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Publication numberUS3582300 A
Publication typeGrant
Publication dateJun 1, 1971
Filing dateJun 28, 1968
Priority dateJul 25, 1967
Also published asDE1771872A1, DE1771872B2
Publication numberUS 3582300 A, US 3582300A, US-A-3582300, US3582300 A, US3582300A
InventorsChristopher Robert Combes, Geoffrey William Scholes
Original AssigneePhilips Corp
Export CitationBiBTeX, EndNote, RefMan
External Links: USPTO, USPTO Assignment, Espacenet
Method of manufacturing semiconductor containers
US 3582300 A
Abstract  available in
Images(1)
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Claims  available in
Description  (OCR text may contain errors)

June 1, 1971 Filed June 28, 1968 C. R. COOMBES ETAL METHCD 0F MANUFACTURING SEMICONDUCTOR CONTAINERS INVENT CHRISTOPHER R. COOM S FFREY W. SCHOLES AGNT United States Patent 3,582,300 METHOD OF MANUFACTURING SEMICON- DUCTOR CONTAINERS Christopher Robert Combes, Bartley, and Geoffrey William Scholes, Eastleigh, England, assignors to US. Philips Corporation, New York, N.Y.

Filed June 28, 1968, Ser. No. 740,926 Claims priority, application Great Britain, July 25, 1967, 34,17 0/ 67 Int. Cl. C03c 27/02 U.S. C]. 65-31 5 Claims ABSTRACT OF THE DISCLOSURE This method of manufacturing a semiconductor container which is comprised of a cylindrical metal can having a glass window at one end involves the steps of placing a solid glass preform in an open ended metal can and causing the solid glass preform to become molten glass by placing the metal can in a heated atmosphere. The can with the solid glass preform is placed in a mould jig in which the jig has a lens formed cavity at its base so that when the glass becomes molten it will flow into the cavity to form the proper window. After the combination is cooled a hermetic seal is established between the glass and the metal can. Subsequently the glass window is reheated to a temperature above the softening temperature of glass and below the working temperature so that it may become thermally polished.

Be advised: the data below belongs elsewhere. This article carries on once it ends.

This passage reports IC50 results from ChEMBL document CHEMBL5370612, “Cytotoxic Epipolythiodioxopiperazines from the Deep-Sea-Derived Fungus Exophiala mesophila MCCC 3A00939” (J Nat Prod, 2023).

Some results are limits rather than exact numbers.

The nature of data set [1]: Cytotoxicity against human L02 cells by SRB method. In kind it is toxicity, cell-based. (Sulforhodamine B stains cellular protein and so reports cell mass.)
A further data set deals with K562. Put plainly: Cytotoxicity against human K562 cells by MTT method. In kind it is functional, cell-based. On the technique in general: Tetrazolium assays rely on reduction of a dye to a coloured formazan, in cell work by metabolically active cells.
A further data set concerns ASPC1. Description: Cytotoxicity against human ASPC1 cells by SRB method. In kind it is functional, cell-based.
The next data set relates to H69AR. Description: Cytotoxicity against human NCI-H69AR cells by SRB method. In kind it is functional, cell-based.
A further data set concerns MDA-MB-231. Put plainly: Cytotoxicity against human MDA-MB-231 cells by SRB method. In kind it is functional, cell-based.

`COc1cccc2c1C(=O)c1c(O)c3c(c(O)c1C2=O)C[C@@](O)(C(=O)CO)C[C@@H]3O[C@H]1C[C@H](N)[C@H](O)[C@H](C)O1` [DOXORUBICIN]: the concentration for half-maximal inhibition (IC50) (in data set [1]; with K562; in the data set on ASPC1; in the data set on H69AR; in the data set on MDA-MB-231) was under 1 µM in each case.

This invention relates to methods of manufacturing semiconductor device containers comprising a cylindrical metal can having a glass window at one end thereof. Such containers are commonly employed in semiconductor photo-devices, for example photo-diodes and photo-transistors, and at a late stage in the manufacture of such devices are sealed on a so-called header part on which the active semiconductor body is located. The invention relates particularly, but not exclusively, to methods of manufacturing such containers in which the glass window is in the form of a lens, the external surface of the window having a predetermined contour, for example of convex form. These containers are generally referred to as lens cans.

In the manufacture of a lens can there are two important requirements, these being that the glass forms a good hermetic seal with the can at the end thereof and that the external surface of the glass is free of imperfections.

According to the invention a method of manufacturing a semiconductor device container comprising a cylindrical metal can having a glass window at one end thereof, comprises the steps of placing a quantity of glass inside an open ended cylindrical metal can and heating in a mould jig to form a hermetic seal between the glass and the internal wall at one end of the can and to mould glass at the said end of the can into a window having an external surface contour determined by the mould, removing the assembled can and glass window from the mould jig and thereafter heating to a temperature greater than the softening point and less than the working point of the glass to thermally polish the external surface of the glass window.

In this method surface imperfections in the external surface of the glass window are substantially eliminated a suitable hermetic seal between the glass and the internal wall of the can is maintained.

In one form of the method the glass window is formed as a lens having a convex external surface.

The quantity of glass initially placed in the can may consist of a solid glass preform. During heating in the Patented June 1, 1971 mould jig a removable weight may be present on the glass preform to urge the molten glass into the mould and also to define the internal surface of the glass window.